Just over 10 months ago the SHOW HIO was activated as a result of the Walking Horse Trainers’ Association and the Walking Horse Owners’ Association agreement to disband the National Horse Show Commission.  On April 1, SHOW was activated and immediately went to work trying to develop a strategy and plan for a show season that was already underway. Needless to say, SHOW had its share of issues and challenges as they began formulating and implementing a plan.


Since that time there have been significant changes in the leadership, staff and policies of SHOW, not all of them greeted warmly or supported by key officers in other organizations and individuals.  For that reason, 2010 is a critical year for SHOW.  The pressure is on the Board and staff, under the leadership of Dr. Steve Mullins, to put in place both a reputable and effective judging and HIO program.


There were some who did not want to disband the NHSC but they needed to be aware of the Horse Protection Act Review of the Commission covering the 2008 show season. It was basically an indictment of the Commission and recommended that USDA Animal Care send a department notification for decertification.


The Review and Analysis Branch (RAB) in conjunction with USDA Animal Care performed a review of NHSC records and issued their report.  RAB is responsible for evaluating APHIS programs and activities for overall effectiveness and efficiency in meeting their objectives.  RAB conducts regular reviews of all HIOs.


In their Executive Summary, RAB made the following statement.   “Based on current year findings and the support of the Horse Protection Regulations (HPR) sections 11.7(b) and (g), RAB will recommend that Animal Care send a department notification for decertification citing non compliance with the regulations.”


The report went on for nine pages citing problems with the Commission’s performance and recommending changes.  Under NHSC Committee Structure, the report stated “NHSC will officially dissolve on April 1, 2009 and the new organization SHOW will be transitioned into ownership changing the entire Board of Directors.”


How this transition into SHOW affected NHSC decertification will never be known but that option was actively being considered.  Fortunately the WHTA and WHOA decided to disband the Commission and the industry was able to complete the 2010 season without dealing with NHSC decertification and its impact on 250 affiliated horse shows.


In time, the RAB will be conducting its review of SHOW and its nine months of operation in 2009.  The results will have a significant impact on SHOW’s future and perhaps the future of the industry.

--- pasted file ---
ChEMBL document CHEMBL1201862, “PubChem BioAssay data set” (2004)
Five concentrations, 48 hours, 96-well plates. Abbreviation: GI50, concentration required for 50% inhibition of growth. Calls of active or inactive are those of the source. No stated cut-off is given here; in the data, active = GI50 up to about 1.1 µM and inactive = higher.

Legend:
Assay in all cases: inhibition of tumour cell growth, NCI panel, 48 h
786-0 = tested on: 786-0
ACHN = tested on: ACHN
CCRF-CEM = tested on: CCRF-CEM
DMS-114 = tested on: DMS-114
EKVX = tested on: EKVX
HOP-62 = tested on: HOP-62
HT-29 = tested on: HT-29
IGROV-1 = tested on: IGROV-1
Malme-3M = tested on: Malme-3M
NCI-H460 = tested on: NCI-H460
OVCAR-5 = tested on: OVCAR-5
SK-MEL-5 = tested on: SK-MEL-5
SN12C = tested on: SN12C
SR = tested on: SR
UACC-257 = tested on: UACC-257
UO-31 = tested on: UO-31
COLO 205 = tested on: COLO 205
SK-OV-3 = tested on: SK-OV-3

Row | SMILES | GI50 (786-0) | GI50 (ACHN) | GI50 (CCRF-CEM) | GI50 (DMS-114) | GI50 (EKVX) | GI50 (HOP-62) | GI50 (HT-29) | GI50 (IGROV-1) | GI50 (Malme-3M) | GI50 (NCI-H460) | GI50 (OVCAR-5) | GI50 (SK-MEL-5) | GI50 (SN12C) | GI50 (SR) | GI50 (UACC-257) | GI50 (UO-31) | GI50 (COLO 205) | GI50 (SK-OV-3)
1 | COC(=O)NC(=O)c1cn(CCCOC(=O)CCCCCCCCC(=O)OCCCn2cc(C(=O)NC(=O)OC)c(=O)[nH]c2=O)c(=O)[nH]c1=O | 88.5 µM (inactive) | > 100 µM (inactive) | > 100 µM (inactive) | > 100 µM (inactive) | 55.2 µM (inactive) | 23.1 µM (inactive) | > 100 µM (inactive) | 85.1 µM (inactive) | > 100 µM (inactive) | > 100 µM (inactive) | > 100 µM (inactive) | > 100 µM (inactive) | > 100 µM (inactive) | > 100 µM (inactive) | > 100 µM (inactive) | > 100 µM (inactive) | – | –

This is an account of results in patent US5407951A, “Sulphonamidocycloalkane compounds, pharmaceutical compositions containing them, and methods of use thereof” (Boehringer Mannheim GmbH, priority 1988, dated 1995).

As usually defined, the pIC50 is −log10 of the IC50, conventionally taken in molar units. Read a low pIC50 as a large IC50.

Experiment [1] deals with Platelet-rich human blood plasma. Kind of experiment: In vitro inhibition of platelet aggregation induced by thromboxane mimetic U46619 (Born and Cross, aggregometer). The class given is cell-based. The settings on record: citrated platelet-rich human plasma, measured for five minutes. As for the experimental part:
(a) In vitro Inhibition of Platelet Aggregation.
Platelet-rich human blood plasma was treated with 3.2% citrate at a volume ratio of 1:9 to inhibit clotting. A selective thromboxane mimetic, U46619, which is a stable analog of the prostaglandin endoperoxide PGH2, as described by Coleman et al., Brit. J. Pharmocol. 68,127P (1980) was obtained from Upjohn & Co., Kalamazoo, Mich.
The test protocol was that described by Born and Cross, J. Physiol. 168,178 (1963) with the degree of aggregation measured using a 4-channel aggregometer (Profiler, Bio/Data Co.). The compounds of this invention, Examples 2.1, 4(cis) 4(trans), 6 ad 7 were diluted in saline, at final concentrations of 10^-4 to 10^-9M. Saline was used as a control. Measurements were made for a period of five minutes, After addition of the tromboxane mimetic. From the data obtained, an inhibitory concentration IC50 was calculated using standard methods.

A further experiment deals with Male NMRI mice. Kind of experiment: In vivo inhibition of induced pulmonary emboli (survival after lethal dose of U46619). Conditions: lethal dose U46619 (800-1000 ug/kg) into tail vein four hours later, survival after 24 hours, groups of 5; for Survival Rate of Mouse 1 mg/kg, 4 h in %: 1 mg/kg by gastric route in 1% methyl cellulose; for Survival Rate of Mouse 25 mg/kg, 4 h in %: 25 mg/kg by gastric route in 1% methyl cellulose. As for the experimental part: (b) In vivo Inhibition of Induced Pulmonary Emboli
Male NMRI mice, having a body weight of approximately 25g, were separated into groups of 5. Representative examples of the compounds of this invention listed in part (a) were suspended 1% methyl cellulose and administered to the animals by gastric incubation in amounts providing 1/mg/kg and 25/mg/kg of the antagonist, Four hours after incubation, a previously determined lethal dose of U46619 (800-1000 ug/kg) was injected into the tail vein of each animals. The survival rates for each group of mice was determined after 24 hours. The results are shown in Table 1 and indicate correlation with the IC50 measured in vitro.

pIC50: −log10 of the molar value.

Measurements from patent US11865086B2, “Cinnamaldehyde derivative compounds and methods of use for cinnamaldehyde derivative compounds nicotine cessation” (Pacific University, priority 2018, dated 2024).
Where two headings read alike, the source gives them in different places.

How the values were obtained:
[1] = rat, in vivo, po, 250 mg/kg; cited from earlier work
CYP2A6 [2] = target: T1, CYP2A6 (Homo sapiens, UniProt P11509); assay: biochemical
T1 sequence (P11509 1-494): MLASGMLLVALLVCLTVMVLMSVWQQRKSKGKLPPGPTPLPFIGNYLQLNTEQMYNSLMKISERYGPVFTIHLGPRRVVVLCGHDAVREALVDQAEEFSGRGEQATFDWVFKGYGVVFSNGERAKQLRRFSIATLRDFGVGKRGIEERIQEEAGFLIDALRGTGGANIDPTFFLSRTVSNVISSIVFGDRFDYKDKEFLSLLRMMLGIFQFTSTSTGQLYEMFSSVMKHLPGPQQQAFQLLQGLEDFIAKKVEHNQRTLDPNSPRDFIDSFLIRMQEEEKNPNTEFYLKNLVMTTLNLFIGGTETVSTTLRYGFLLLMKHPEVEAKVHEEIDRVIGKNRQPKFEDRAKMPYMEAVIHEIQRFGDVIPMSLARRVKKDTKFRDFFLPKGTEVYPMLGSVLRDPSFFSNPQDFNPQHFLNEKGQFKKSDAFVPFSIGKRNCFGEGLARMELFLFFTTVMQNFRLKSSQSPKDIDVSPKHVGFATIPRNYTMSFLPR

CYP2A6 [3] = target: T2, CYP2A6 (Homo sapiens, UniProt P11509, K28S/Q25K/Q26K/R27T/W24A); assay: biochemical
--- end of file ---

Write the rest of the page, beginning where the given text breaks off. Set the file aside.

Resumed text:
The Board of SHOW is the Tennessee Walking Horse National Celebration Board.  The plan for 2010 is for the Celebration Executive Committee (three directors) to meet monthly with Dr. Mullins to review and understand any developments, changes or issues that SHOW has been presented or would like to implement and for him to later attend the full SHOW Board meeting.


SHOW had to deal with a number of internal challenges in 2009. Communication and policy making were compromised by the late start and the need and desire for fundamental changes in the operation of an HIO.  This year a full time staff, under the direction of a licensed veterinarian, is in place and the communication and working relationship between the Board, staff and industry will hopefully be much improved.  


Finances were also a significant issue last year and will play a major part in SHOW’s future success or failure.  They have introduced a new funding model which to date has not been adequately explained, opening it up to legitimate criticism.  The Celebration has loaned money to cover SHOW’s operating shortfall in the amount of $150,000 plus in 10 months but that can’t continue forever.


The Celebration has committed to support and sponsor SHOW until an independent board is formed and the organization is financially viable.  Dr. Mullins has informed the board that he thinks the success, failure and/or future of SHOW will be known at the end of the 2010 show season.


While it is true that industry organizations have historically had strained relationships and too little cooperation, the fact is they are business partners and the product is the Tennessee Walking Horse.  The competition is other forms of entertainment and the goal has got to be to protect and develop this horses’ future. 


Our industry organizations are doing many worthwhile things and they should be commended for that.  The problem is they are operating independent of each other with no clear plan to address our two major problems – non-compliant horses and faulty judging.


They need to be operating in full and open cooperation …interdependently, not independently.  Working together these organizations can accomplish far more than, even at their best, they could accomplish alone.


The industry is where it is today because of choices made yesterday and it is time to make peace with the past and not let it screw up the future.  It is not necessary to win every argument, agree to disagree, but then work together where there is a common purpose – the Tennessee Walking Horse.


2010 presents a window of opportunity but that window will not open itself.  It is up to the industry’s leadership to show the way and time is of the essence.  No one is in charge of the future but us and we must turn to the leadership of our organizations for guidance.  No doubt they have questions and concerns on how to proceed - but when in doubt just take the first small step.


Remember what Dr. Jim Heird, a key leader in the quarter horse industry, said about this horse - the Tennessee Walking Horse should be the second biggest breed in the world.


Working together that can become a reality!